When I talk to my clients about the physical dimension of life and life balance, I talk about three things. First, the security that comes from good health. I mentioned the three components Americans don’t do well in my last post, Physical Dimension of Life Balance, nutrition, sleep, and activity. When we maintain our health, we feel more secure about ourselves and our future. Illness pulls us into depressed states and makes it much more difficult to feel secure about other aspect of life.

Physical Security and Job, Career, or Purpose

physical security_career best adviceThe second aspect of security I share with clients centers around career, job, finance, knowing you have some kind of wealth to fall back on as you face increased responsibilities, grow older, and come closer to the end of life. At twenty, losing everything you own is not such a big deal. My first moves were in the back of my car. Most of you can remember those days. In my mid-thirties, it was a very different story. I had a wife and two kids to consider. It was okay if I was destitute, but I could never allow them to be destitute. I needed an income, a place for them to feel safe, clothes and food for them. I wanted more for them than just necessities. In my forties, it was about college bills, getting my kids into the right schools, establish their own skills and career patterns so they could succeed themselves (and move out of the house!). Now in my late fifties, it’s a question of whether I can build the right retirement portfolio before I quit working or reach a point when I can no longer work. And when I hit the magic age when I cannot work, I’m sure the security questions will revolve around what home will my kids put us in and is there enough money to pay for it.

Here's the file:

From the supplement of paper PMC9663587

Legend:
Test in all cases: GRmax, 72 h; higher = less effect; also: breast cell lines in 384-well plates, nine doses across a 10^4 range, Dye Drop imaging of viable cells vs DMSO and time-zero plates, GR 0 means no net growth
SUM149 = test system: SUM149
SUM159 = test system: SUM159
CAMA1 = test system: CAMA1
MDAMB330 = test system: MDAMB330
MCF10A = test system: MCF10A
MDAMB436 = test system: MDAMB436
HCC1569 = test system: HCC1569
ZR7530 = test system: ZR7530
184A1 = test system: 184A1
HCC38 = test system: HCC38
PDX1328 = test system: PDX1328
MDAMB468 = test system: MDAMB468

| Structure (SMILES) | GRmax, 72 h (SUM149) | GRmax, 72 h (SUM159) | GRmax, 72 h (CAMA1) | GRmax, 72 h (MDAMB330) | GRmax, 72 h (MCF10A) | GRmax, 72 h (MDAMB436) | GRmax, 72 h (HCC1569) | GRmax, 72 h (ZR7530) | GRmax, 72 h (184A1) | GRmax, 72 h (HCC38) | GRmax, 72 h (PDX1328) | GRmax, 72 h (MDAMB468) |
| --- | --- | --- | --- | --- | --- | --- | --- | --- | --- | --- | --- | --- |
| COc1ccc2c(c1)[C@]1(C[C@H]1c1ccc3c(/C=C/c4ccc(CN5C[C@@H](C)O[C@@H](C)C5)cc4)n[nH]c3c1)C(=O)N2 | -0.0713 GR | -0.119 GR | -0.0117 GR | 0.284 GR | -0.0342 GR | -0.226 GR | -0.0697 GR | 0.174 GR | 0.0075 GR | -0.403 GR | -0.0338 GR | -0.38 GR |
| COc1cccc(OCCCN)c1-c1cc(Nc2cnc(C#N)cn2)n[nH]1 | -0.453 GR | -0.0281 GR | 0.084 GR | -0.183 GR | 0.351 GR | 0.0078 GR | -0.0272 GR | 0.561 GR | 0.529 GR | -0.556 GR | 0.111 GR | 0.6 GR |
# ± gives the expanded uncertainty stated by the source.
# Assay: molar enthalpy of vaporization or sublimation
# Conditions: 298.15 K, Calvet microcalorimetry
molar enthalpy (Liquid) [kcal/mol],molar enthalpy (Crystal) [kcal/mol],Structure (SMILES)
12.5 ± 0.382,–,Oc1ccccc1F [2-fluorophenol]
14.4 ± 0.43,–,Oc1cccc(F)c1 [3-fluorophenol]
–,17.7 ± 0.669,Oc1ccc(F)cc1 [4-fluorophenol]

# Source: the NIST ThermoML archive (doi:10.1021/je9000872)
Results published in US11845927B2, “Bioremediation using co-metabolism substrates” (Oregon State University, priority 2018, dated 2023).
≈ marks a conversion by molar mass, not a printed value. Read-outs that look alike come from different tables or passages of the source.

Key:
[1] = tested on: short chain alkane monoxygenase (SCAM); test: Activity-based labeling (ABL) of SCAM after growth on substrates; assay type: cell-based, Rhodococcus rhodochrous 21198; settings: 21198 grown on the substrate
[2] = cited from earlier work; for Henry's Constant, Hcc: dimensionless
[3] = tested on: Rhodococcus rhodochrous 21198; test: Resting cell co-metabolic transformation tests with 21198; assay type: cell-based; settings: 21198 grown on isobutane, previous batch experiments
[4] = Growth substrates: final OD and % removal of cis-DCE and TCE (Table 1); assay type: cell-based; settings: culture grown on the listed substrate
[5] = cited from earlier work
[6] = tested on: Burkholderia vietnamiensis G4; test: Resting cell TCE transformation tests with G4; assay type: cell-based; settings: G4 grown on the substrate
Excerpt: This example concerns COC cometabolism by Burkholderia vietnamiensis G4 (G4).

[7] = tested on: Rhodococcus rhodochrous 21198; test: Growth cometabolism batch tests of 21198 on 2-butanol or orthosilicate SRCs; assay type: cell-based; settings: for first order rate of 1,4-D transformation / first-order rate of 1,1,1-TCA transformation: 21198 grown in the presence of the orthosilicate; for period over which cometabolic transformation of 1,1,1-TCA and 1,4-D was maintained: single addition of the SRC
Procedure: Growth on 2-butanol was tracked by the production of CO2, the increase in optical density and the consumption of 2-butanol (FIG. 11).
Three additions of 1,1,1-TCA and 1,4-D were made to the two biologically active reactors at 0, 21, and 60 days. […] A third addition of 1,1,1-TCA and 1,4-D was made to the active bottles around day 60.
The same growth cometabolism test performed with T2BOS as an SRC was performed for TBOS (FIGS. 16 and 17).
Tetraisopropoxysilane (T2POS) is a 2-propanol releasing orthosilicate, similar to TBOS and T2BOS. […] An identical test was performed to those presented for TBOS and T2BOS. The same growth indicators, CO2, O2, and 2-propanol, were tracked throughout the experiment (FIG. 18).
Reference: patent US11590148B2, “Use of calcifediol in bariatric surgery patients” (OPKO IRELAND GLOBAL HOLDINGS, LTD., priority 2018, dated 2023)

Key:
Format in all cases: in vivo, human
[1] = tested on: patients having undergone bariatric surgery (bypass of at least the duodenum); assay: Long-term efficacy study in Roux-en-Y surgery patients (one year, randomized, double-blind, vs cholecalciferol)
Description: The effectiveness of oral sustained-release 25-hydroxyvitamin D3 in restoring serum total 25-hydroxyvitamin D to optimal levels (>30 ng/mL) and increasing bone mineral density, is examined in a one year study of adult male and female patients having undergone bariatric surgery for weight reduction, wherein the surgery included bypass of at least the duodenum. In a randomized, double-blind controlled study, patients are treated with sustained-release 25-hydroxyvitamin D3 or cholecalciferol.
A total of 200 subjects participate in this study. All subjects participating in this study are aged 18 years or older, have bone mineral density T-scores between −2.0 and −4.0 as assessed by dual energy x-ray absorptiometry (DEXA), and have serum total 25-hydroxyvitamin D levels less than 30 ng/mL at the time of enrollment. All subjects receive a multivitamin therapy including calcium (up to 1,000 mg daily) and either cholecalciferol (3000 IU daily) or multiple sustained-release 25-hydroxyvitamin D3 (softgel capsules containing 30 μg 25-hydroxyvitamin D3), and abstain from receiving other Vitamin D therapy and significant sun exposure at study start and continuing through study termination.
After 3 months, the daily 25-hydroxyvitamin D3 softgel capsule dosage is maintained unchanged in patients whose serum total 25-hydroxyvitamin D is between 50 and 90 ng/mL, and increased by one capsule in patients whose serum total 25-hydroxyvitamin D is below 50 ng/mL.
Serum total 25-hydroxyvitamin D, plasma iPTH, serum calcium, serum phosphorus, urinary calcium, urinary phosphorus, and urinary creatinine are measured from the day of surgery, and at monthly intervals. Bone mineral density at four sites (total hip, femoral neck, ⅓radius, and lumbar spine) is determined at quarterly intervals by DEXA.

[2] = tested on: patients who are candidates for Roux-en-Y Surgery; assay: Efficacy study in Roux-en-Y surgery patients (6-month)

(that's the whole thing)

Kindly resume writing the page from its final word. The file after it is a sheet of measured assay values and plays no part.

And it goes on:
Physical security in this second meaning, then, ties closely to two other dimensions, family and spiritual. Let me explain. It ties to family because financial security is never about how much you earn, but rather about how much you spend and that involves family spending habits and expectations. The problem with most families in financial trouble is not how much they make, but how much they spend. When you spend more than you make, you never catch up. That’s the problem with the current administration’s “get out of debt” concept. You can never spend your way out of debt!

Physical security ties to the spiritual dimension because it’s in that dimension that you find purpose for your life. When you know why you are here, you can do more than just find a job that puts food on the table. The reason 65% of workers are unhappy in their jobs is because they never match purpose with career and job. They pick up the paper or search the internet, apply for something they think they can do, get a job and get stuck. They never figure out their purpose in life and never pursue a career in which they will truly be happy.

Security is important. A job can make you feel secure, but it cannot make you happy. A career can make you feel more secure than a job, but again, you may not be happy in your career if it doesn’t make your purpose in life. By matching your purpose, career, and job. You will enjoy what you do, make money doing it, and feel secure in it because you know you are made for that purpose.

Physical Security and Safety

A third part of physical security is safety. I mention it briefly because if safety is an issue, it must be dealt with swiftly and is really out of the purview of life coaches. If you do not feel physically safe where you are, do something about it…now. Whether it involves police, social workers, psychologists, psychiatrists, carpenters or construction workers, marital counselors, or some other specialty to intervene, take care of the safety issues in your life immediately. You cannot continue to live in what you perceive is an unsafe environment.

 

 


Physical Dimension of Life Balance

The physical dimension of life balance is one often overlooked by Americans. We spend billions of dollars every year in healthcare, yet we are one of the unhealthiest countries. The Army Surgeon General, Lieutenant General Patricia Horoho began a campaign when she entered her position to try to stem the tide of deteriorating health among military members’ long-term healthcare needs by focusing on three simple areas that produce long-lasting results in this physical dimension, nutrition, sleep, and activity.physical dimention